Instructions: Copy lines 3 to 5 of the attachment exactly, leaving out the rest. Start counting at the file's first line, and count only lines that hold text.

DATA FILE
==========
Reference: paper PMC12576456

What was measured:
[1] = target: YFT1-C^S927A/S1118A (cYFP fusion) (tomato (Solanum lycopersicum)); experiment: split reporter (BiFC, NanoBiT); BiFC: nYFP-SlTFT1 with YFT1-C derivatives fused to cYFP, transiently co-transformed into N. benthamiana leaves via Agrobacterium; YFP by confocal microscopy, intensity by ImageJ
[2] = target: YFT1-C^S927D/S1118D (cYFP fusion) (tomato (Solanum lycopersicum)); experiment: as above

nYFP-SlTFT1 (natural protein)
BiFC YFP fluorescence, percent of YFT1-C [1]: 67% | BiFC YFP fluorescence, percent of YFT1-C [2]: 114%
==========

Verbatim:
[1] = target: YFT1-C^S927A/S1118A (cYFP fusion) (tomato (Solanum lycopersicum)); experiment: split reporter (BiFC, NanoBiT); BiFC: nYFP-SlTFT1 with YFT1-C derivatives fused to cYFP, transiently co-transformed into N. benthamiana leaves via Agrobacterium; YFP by confocal microscopy, intensity by ImageJ
[2] = target: YFT1-C^S927D/S1118D (cYFP fusion) (tomato (Solanum lycopersicum)); experiment: as above

nYFP-SlTFT1 (natural protein)